result = ascii_c[enc2[0]] + "".join(result)
# print base64.b64encode(result)
return result
# Used below for single-char key xor decoding
def transpose(blocks):
len_b = len(blocks)
len_b0 = len(blocks[0])
t = [[blocks[j][i] for j in xrange(len_b)]
for i in xrange(len_b0)]
return t
def isGood(text):
text2 = [ascii_d[c] for c in text]
# Score: number of valid characters
for o in text2:
if o > 57:
return 0
if o < 44:
if o == 32:
continue
else:
return 0
if o == 47:
return 0
return 1
# Check for possible errors in the decrypted coordinates
# Returns position of the invalid character
def check(coords):
inv_pos = string.find(coords, '=')
if -1 != inv_pos:
return inv_pos % keysize
inv_pos = string.find(coords, ';')
if -1 != inv_pos:
return inv_pos % keysize
inv_pos = string.find(coords, '/')
if -1 != inv_pos:
return inv_pos % keysize
inv_pos = string.find(coords, '--')
if -1 != inv_pos:
# Condition needed
return inv_pos % keysize
inv_pos = string.find(coords, ',,')
if -1 != inv_pos:
return (inv_pos + 1) % keysize
inv_pos = string.find(coords, ' ,')
if -1 != inv_pos:
return (inv_pos + 1) % keysize
inv_pos = string.find(coords, ' .')
if -1 != inv_pos:
if coords[inv_pos+2] in list("0123456789"):
return (inv_pos + 1) % keysize
m = re.search('\d\-\d', coords)
if m:
inv_pos = string.find(coords, m.group(0))
if coords[inv_pos-1] in list("0123456789"):
return (inv_pos + 1) % keysize
# ,80,
m = re.search(',\d\d,', coords)
if m:
inv_pos = string.find(coords, m.group(0))
return (inv_pos + 3) % keysize
# .21.
m = re.search('\.\d\d\.', coords)
if m:
inv_pos = string.find(coords, m.group(0))
return (inv_pos) % keysize
# 7,.3
m = re.search('\d,\.\d', coords)
if m:
inv_pos = string.find(coords, m.group(0))
return (inv_pos + 2) % keysize
# ,-60,
m = re.search(',-\d\d,', coords)
if m:
inv_pos = string.find(coords, m.group(0))
return (inv_pos + 4) % keysize
# -73,
m = re.search('-\d\d,', coords)
if m:
inv_pos = string.find(coords, m.group(0))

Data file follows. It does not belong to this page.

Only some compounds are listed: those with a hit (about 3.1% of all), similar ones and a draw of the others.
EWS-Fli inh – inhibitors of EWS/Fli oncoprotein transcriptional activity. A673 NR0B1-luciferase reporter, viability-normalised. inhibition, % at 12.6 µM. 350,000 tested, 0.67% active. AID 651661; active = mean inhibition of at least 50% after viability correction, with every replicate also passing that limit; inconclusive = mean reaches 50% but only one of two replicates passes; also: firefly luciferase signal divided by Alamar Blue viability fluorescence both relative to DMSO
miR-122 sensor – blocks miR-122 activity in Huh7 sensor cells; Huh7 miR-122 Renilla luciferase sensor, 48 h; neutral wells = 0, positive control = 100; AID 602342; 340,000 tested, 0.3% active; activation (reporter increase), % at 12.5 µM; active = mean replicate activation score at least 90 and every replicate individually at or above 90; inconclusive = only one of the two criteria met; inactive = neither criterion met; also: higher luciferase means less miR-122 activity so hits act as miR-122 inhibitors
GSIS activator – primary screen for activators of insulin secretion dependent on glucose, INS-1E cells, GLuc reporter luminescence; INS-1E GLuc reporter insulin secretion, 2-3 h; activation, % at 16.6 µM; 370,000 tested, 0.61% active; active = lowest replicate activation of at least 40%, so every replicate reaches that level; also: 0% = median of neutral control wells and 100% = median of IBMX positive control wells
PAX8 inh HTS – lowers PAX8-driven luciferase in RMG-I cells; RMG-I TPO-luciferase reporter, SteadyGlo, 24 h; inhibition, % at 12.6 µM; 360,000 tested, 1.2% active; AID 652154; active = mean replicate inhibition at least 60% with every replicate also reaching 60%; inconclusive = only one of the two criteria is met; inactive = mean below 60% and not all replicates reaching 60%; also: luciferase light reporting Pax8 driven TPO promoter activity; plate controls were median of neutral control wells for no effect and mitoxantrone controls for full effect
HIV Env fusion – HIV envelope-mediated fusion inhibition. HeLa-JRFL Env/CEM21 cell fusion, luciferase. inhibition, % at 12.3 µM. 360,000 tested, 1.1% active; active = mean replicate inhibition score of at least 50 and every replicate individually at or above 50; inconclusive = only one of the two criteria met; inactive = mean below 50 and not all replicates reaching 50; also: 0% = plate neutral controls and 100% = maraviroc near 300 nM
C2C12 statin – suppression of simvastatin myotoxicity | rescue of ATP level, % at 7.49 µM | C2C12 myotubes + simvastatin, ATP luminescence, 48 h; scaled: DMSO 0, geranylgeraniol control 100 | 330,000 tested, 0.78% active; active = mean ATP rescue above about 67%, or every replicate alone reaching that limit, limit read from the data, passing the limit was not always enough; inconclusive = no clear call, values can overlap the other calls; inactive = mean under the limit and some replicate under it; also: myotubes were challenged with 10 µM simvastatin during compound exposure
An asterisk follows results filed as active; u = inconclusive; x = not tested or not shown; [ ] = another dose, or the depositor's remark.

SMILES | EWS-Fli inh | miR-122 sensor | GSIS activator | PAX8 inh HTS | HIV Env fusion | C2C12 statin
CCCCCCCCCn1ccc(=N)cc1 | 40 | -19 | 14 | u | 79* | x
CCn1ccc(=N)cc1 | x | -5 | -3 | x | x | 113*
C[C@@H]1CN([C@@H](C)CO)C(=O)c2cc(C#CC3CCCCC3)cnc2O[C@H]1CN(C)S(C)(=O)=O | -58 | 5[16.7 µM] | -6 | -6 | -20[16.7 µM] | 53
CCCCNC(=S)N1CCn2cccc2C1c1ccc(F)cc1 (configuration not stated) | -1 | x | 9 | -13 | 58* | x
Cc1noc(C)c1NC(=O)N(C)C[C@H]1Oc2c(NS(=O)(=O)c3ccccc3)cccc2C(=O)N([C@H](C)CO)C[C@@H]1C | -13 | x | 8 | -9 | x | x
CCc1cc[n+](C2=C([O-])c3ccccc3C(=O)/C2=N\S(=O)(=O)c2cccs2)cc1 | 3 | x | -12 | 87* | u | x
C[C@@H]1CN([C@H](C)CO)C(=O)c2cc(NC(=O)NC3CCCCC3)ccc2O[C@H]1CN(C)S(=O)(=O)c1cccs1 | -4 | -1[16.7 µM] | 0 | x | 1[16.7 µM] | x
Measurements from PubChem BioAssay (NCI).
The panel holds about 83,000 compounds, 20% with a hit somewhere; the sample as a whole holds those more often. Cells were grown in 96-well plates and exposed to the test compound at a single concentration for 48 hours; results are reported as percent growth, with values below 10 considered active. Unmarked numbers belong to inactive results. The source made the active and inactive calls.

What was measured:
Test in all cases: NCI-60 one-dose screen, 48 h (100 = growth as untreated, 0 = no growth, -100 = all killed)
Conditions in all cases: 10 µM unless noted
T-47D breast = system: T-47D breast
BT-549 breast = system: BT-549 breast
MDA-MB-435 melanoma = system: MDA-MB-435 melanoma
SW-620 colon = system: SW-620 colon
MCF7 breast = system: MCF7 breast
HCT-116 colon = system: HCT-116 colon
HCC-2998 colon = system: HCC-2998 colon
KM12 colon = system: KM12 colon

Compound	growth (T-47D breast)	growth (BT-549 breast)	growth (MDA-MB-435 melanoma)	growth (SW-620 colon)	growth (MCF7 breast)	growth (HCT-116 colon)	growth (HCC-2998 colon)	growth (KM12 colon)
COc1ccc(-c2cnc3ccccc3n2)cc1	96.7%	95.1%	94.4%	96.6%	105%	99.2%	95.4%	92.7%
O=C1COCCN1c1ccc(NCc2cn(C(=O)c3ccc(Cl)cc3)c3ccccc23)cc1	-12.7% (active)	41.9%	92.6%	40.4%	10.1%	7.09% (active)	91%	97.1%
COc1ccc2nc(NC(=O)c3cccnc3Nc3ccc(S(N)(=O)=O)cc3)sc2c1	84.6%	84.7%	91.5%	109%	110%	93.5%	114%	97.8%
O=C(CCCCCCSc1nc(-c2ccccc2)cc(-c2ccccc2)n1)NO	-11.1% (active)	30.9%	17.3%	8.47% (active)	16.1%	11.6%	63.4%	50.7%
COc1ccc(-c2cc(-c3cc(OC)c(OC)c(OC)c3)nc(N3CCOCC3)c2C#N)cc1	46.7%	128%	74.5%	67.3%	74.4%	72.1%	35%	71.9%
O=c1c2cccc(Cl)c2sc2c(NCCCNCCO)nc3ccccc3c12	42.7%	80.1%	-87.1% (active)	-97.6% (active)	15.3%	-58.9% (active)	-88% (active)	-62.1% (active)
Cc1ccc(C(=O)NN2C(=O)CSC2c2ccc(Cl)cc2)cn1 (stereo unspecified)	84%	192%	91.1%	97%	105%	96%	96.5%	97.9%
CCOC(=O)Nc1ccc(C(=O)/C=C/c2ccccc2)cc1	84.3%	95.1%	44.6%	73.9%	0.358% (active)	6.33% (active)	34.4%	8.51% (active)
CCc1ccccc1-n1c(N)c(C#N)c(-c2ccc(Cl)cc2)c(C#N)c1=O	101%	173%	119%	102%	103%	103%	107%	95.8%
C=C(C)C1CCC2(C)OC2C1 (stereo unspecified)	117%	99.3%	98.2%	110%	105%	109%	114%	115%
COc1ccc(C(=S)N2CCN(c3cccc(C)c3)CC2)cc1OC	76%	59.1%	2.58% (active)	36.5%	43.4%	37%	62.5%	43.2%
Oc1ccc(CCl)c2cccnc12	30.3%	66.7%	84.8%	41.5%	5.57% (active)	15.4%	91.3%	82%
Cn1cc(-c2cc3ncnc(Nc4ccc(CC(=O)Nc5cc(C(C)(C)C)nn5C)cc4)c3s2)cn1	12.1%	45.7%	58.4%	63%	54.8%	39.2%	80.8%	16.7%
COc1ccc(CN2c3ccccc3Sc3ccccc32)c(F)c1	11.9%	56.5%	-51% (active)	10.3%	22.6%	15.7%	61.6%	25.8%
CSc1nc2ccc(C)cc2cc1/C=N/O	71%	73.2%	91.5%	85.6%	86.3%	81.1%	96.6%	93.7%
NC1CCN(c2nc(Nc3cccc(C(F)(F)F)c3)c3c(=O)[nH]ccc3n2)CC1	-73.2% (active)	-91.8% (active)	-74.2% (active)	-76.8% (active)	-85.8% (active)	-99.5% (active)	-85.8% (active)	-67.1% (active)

return (inv_pos + 3) % keysize
# -61-
m = re.search('-\d\d-', coords)
if m:
inv_pos = string.find(coords, m.group(0))
return (inv_pos + 3) % keysize
# -04.
m = re.search('-0\d\.', coords)
if m:
inv_pos = string.find(coords, m.group(0))
return (inv_pos + 1) % keysize
# 03.
m = re.search('^0\d.', coords)
if m:
inv_pos = string.find(coords, m.group(0))
return (inv_pos) % keysize
#,..
if coords[0] == ',':
return 0
# 2,6199
m = re.search('\d,\d\d\d\d', coords)
if m:
inv_pos = string.find(coords, m.group(0))
return (inv_pos + 1) % keysize
inv_pos = string.find(coords, '.-')
if -1 != inv_pos:
pos = string.find(coords, '.', inv_pos + 1)
if pos-inv_pos > 6:
return (inv_pos + 1) % keysize
else:
return inv_pos % keysize
return -1
# Decrypt/encrypt function are the same
def rxor(text, key):
text2 = [ascii_d[c] for c in text]
key2 = [ascii_d[c] for c in key]
len_k = 16 # len(key)
len_t = len(text)
dec = [ascii_c[text2[i] ^ key2[i % len_k]] for i in xrange(0, len_t)]
return "".join(dec)
if __name__ == "__main__":
enc = transXOR(data)
k = [0] * keysize
blocks = [enc[i: i+keysize] for i in xrange(0, len(enc), keysize)]
# Transpose the blocks and find the key for each transposed block
# Leave the last incomplete block for easier calculations
t_blocks = transpose(blocks[:len(blocks)-1])
# all possible values for each byte of the key
all_keys = []
for i in xrange(keysize):
b = t_blocks[i]
b2 = [ascii_d[c] for c in b]
d = {}
keys_b = []
for key in key_charset2:
dec = "".join([ascii_c[c ^ key] for c in b2])
ok = isGood(dec)
if ok:
d[dec] = key
keys_b = [d[w] for w in d]
all_keys.append(keys_b)
# Take the first possible value. Check later!
k[i] = keys_b[0]
k = "".join([ascii_c[c] for c in k])
coords = rxor(enc, k)
while 1:
inv = check(coords)
if -1 == inv:
break
all_keys[inv].remove(all_keys[inv][0])
k = k[:inv] + ascii_c[all_keys[inv][0]] + k[inv+1:]
coords = rxor(enc, k)
print coords.split(' ')[3] # Original message
'''
To profile the code:
python -m cProfile -s time ./decode.py BgQaGRYXFxVAVBtERA8EAAICBw0bGhwEVVwNWFQIHR8eBAADBgkICE1YAlRCFBsaHxMWCBMZHwdaVgZQXgsSCQkKFBIRGhgaTVkDXEoYGBscGh8NFhkfB1ZfBFpbBhMICAsVFhMYHRhPVxhJSAMDDAoNBQAaEwsIXVMCVl8aGhQLDgwMAgoEHlZXAUlCHh8cDQ4IFBccHB5CSAZNTBsMCw4CAQYCGh4eVVkCUVoLCxENDA4SEhoVFkFBA0hCCQMNDwwODBYDBABLQRRAQRYWABwQEAwPAAMDX1cZUlwPGBwYGB8eEAgTEkFXDVlXBggOEwoNERIYGxxB
'''

The algorithm is generic and can be applied to decrypt any repetitive XOR encrypted text.